Fighting Change Fatigue

Change is something we all respond to differently. But when it’s constant—in our personal and work lives—many of us experience the same feeling: change fatigue. How can we fight through it and become more resilient? Let’s take a moment to pause and reflect.

  • 2022 was predicted to be the year when things would stop changing and return to normal.
  • But according to Gartner, plenty more change is needed for organizations to reset from a prolonged state of crisis—also known as the last few years.
  • At the same time, the amount of change we can handle has dropped significantly.
  • This is no surprise, given that even before COVID we were already dealing with lots of it—re-orgs, leadership transitions and new technologies.
  • In many cases, these change initiatives failed because they were mismanaged.
  • Teams were too often excluded from planning these major initiatives. Or left in the dark about the reason for or importance of the change.
  • So as this next wave of change arrives, how can we leaders prepare to fight change fatigue?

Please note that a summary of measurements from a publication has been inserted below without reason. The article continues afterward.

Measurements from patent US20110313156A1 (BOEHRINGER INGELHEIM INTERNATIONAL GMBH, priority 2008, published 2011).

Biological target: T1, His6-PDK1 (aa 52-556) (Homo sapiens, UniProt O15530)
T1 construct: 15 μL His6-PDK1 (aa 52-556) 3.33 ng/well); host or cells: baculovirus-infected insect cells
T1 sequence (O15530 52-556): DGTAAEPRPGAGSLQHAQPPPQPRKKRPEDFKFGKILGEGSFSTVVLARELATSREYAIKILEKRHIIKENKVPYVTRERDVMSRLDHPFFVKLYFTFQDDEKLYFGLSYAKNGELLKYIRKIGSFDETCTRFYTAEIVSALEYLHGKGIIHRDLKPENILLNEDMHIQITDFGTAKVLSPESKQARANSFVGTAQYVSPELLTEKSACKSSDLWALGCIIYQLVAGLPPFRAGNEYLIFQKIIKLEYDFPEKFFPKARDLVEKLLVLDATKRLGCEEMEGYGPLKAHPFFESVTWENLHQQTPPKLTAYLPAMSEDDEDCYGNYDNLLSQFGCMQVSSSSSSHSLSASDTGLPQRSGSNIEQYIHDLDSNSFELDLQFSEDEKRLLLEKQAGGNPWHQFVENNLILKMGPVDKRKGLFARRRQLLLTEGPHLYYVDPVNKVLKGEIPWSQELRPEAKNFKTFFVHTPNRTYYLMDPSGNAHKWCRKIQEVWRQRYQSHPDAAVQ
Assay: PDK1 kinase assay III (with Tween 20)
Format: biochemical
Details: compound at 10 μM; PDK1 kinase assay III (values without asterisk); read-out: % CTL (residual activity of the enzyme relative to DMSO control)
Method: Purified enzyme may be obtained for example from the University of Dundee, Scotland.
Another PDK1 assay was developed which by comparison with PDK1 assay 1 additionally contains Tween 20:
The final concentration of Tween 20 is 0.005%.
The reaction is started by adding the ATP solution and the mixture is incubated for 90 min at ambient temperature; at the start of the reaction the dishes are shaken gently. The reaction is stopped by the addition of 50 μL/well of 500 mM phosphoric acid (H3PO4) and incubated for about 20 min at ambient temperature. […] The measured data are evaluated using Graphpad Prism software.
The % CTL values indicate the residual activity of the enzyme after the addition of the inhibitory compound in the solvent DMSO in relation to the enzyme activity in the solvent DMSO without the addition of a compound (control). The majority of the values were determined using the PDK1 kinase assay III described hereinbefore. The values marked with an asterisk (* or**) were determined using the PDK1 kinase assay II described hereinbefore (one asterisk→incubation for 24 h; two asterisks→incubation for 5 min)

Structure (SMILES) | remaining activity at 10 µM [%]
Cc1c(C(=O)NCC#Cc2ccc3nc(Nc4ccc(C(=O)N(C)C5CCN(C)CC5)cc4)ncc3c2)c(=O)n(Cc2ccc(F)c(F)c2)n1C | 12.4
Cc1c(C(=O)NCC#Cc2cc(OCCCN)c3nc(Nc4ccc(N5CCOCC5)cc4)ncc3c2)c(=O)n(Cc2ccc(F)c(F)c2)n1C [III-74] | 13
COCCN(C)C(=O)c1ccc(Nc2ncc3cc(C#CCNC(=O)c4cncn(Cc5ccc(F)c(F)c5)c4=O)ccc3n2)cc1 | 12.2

• Let’s start by getting clear on what the term actually means.
  • Change fatigue is defined as feeling apathetic towards or overwhelmed by too many changes. It can lead to burnout, high levels of stress, anxiety, and fear.
  • As humans, we’re naturally not great at adapting to change. And we have an innate desire to reduce uncertainty in our lives.
  • We leaders must recognize change fatigue as a collective issue instead of an individual one. And take action accordingly.
  • We can start by actively checking-in with our team.
  • Do they feel heard, valued, trusted, and included? Do they feel like their roles, responsibilities and processes are clear? Do they have the right tools and supports?
  • If not, it’s time to dig deeper and learn more. Conduct some surveys and interviews—and do it with empathy.
  • When this is done, share your findings with leadership—highlighting key themes and implications.
  • Work with them to prioritize the most impactful solutions.
  • And tap into your internal influencers—especially those who have experienced change fatigue the most.
  • As for moving through change in the future, take a moment to formulate a thoughtful approach.
  • We recommend trying Prosci’s ADKAR model. It’s based on the understanding that organizational change can only happen when individuals change.
  • Ultimately, fighting change fatigue requires ongoing leadership support.
  • But be mindful that there’s only so much you can do on your own.
  • And, as always, progress is more important than perfection.


Issue #158
Dec 18, 2022

Further Reading